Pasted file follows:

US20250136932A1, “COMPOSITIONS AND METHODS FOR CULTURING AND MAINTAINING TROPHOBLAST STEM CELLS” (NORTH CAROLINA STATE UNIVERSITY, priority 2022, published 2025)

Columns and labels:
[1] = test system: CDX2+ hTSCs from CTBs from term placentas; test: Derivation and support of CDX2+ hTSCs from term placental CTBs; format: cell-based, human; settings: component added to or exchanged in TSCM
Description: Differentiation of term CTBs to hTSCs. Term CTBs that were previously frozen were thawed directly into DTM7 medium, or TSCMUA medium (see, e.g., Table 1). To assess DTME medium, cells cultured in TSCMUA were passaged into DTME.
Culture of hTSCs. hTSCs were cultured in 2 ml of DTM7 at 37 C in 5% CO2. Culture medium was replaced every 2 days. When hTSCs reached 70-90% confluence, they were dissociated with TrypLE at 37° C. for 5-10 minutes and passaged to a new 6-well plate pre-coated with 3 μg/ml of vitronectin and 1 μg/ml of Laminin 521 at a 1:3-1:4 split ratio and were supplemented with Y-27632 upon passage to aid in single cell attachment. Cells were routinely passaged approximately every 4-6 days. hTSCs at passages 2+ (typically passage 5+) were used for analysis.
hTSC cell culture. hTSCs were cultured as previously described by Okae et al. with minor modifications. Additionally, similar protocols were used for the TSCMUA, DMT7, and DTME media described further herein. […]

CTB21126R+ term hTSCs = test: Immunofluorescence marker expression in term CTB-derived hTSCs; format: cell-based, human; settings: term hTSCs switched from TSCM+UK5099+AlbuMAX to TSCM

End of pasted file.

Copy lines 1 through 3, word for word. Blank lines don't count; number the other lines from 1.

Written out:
US20250136932A1, “COMPOSITIONS AND METHODS FOR CULTURING AND MAINTAINING TROPHOBLAST STEM CELLS” (NORTH CAROLINA STATE UNIVERSITY, priority 2022, published 2025)

Columns and labels:
[1] = test system: CDX2+ hTSCs from CTBs from term placentas; test: Derivation and support of CDX2+ hTSCs from term placental CTBs; format: cell-based, human; settings: component added to or exchanged in TSCM